On Nov. 30, Tulane Hillel welcomed our newest class of campus leaders — “Cohort Aleph” — with a celebratory Welcome Banquet hosted at the Mintz Center. After several fall semesters filled with Covid and hurricane evacuations, our staff and students were thrilled to be able to recruit new students to our nationally-recognized leadership cohort, Tulane Jewish Leaders, unencumbered. Through TJL, students are matched with a staff mentor who will work with them throughout their college career to develop passion projects and produce events based on their interests.

The Banquet serves as a fun and exciting way for TJL program members to meet each other, develop new friendships, and brainstorm initiatives together. This year, to honor and celebrate the 40 members of Cohort Aleph, dinner was catered by Rimon in addition to a mocktail station run by a veteran member of the TJL team, Eliza Faigin.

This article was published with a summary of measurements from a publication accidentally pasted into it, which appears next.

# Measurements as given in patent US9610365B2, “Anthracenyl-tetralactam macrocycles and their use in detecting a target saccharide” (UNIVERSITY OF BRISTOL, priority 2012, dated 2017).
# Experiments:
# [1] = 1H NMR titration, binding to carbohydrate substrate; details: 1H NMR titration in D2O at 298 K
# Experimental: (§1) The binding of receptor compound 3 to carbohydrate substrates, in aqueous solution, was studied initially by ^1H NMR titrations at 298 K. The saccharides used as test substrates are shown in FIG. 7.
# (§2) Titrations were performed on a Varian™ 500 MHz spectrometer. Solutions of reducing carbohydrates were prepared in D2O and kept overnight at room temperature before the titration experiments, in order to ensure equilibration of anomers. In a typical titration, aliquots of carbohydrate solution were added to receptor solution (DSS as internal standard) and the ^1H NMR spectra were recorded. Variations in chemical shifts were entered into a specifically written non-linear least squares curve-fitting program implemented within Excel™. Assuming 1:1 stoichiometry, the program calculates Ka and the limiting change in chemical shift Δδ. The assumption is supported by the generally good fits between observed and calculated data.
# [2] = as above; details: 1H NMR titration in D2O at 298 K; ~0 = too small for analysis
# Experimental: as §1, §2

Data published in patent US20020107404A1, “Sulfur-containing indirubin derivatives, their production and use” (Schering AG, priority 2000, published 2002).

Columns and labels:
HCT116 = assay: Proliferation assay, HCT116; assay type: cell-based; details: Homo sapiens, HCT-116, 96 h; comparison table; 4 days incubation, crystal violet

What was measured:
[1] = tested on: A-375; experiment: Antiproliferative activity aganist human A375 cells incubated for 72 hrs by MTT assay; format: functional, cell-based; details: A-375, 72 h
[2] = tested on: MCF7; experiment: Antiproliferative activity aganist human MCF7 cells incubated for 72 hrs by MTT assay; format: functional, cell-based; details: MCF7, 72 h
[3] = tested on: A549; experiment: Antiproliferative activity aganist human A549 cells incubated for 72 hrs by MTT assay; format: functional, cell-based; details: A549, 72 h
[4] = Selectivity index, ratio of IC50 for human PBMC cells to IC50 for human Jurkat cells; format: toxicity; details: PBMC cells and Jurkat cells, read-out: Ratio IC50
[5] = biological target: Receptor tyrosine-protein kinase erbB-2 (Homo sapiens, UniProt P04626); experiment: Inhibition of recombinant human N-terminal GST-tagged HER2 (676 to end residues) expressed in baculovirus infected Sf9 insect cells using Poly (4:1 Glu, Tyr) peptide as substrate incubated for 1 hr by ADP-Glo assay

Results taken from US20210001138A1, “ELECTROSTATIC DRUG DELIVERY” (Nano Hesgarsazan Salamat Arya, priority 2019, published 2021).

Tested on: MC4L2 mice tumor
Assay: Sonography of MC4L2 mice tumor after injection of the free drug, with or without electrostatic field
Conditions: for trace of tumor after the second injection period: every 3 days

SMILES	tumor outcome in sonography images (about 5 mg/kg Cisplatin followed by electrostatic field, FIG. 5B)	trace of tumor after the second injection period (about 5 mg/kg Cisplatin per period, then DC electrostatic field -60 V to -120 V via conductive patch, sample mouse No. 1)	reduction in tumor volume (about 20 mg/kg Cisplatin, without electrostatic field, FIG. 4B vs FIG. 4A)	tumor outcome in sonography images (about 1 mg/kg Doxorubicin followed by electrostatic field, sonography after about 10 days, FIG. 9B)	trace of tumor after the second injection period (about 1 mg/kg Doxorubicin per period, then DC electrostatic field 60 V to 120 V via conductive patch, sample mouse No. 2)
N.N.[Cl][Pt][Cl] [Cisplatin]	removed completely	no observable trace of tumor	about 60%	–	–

After dinner, Assistant Director Gary Brandt led the room in a series of brainstorming activities, giving the members of Cohort Aleph a sense of how to program at Tulane Hillel. To close the night, each TJLer met with their newly assigned staff mentor, setting the tone for a meaningful and growth-filled year!

Outgoing JEF Board President Morton Katz

schedule a confidential conversation at any time.

This article should not be considered tax advice and we encourage you to consult with your tax advisor to receive optimal tax advantages and guidance.

JEF wishes you and your family a happy, healthy, and prosperous 2023!

Curious about how to best support our programs, created by students for students? Please reach out to Development Director Shelley Freed at

24 December 2022 • The Jewish Newsletter
Jewish Endowment Foundation of Louisiana Annual Event Sunday, March 5, 2023 7 p.m. Dinner; 6:30 p.m. Patron Reception
Tea Room We will be honoring: Tzedakah Award Melinda and Morris Mintz